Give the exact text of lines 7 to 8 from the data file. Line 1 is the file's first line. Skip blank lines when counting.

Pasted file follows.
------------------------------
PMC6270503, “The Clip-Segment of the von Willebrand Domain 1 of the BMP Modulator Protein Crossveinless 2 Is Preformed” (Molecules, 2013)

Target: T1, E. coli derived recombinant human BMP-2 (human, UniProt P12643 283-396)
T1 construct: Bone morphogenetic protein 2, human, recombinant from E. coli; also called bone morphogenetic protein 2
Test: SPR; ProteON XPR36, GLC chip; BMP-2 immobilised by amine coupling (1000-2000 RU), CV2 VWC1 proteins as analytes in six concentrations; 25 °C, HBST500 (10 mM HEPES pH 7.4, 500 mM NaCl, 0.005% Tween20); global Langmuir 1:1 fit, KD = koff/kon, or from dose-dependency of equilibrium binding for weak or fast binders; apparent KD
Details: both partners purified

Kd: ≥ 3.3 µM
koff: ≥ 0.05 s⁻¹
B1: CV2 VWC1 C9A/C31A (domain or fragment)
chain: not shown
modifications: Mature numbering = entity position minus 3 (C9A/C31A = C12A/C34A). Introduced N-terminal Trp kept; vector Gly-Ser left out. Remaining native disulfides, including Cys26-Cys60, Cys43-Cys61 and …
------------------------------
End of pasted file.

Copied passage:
koff: ≥ 0.05 s⁻¹
B1: CV2 VWC1 C9A/C31A (domain or fragment)